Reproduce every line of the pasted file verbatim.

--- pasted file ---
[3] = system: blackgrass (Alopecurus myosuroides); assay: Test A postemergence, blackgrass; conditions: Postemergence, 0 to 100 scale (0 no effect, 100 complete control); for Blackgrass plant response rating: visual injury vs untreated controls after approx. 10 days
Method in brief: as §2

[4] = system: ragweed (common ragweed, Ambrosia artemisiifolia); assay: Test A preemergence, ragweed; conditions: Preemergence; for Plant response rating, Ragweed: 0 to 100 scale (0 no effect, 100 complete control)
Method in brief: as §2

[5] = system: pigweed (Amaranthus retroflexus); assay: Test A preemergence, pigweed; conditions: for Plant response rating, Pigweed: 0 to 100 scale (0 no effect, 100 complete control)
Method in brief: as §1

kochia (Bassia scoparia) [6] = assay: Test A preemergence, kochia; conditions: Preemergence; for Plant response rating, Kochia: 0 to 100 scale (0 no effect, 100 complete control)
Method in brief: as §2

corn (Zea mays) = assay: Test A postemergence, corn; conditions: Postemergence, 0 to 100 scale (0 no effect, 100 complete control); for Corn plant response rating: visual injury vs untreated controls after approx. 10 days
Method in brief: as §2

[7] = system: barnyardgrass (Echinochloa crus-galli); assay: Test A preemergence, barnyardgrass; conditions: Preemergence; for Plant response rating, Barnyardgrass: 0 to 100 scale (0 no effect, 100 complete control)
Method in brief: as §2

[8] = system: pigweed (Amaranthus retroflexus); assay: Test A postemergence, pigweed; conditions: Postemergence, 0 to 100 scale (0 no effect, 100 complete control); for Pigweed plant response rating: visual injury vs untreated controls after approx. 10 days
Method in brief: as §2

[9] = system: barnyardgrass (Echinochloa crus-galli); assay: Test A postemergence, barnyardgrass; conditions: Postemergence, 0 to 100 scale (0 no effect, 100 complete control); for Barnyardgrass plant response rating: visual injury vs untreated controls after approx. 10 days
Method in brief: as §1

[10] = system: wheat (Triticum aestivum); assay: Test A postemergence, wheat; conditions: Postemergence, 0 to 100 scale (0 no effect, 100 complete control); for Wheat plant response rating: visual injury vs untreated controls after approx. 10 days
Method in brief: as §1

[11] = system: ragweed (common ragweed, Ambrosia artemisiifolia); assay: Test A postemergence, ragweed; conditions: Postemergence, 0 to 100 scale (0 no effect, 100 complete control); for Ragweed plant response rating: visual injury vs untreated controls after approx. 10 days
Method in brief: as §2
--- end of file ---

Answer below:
[3] = system: blackgrass (Alopecurus myosuroides); assay: Test A postemergence, blackgrass; conditions: Postemergence, 0 to 100 scale (0 no effect, 100 complete control); for Blackgrass plant response rating: visual injury vs untreated controls after approx. 10 days
Method in brief: as §2

[4] = system: ragweed (common ragweed, Ambrosia artemisiifolia); assay: Test A preemergence, ragweed; conditions: Preemergence; for Plant response rating, Ragweed: 0 to 100 scale (0 no effect, 100 complete control)
Method in brief: as §2

[5] = system: pigweed (Amaranthus retroflexus); assay: Test A preemergence, pigweed; conditions: for Plant response rating, Pigweed: 0 to 100 scale (0 no effect, 100 complete control)
Method in brief: as §1

kochia (Bassia scoparia) [6] = assay: Test A preemergence, kochia; conditions: Preemergence; for Plant response rating, Kochia: 0 to 100 scale (0 no effect, 100 complete control)
Method in brief: as §2

corn (Zea mays) = assay: Test A postemergence, corn; conditions: Postemergence, 0 to 100 scale (0 no effect, 100 complete control); for Corn plant response rating: visual injury vs untreated controls after approx. 10 days
Method in brief: as §2

[7] = system: barnyardgrass (Echinochloa crus-galli); assay: Test A preemergence, barnyardgrass; conditions: Preemergence; for Plant response rating, Barnyardgrass: 0 to 100 scale (0 no effect, 100 complete control)
Method in brief: as §2

[8] = system: pigweed (Amaranthus retroflexus); assay: Test A postemergence, pigweed; conditions: Postemergence, 0 to 100 scale (0 no effect, 100 complete control); for Pigweed plant response rating: visual injury vs untreated controls after approx. 10 days
Method in brief: as §2

[9] = system: barnyardgrass (Echinochloa crus-galli); assay: Test A postemergence, barnyardgrass; conditions: Postemergence, 0 to 100 scale (0 no effect, 100 complete control); for Barnyardgrass plant response rating: visual injury vs untreated controls after approx. 10 days
Method in brief: as §1

[10] = system: wheat (Triticum aestivum); assay: Test A postemergence, wheat; conditions: Postemergence, 0 to 100 scale (0 no effect, 100 complete control); for Wheat plant response rating: visual injury vs untreated controls after approx. 10 days
Method in brief: as §1

[11] = system: ragweed (common ragweed, Ambrosia artemisiifolia); assay: Test A postemergence, ragweed; conditions: Postemergence, 0 to 100 scale (0 no effect, 100 complete control); for Ragweed plant response rating: visual injury vs untreated controls after approx. 10 days
Method in brief: as §2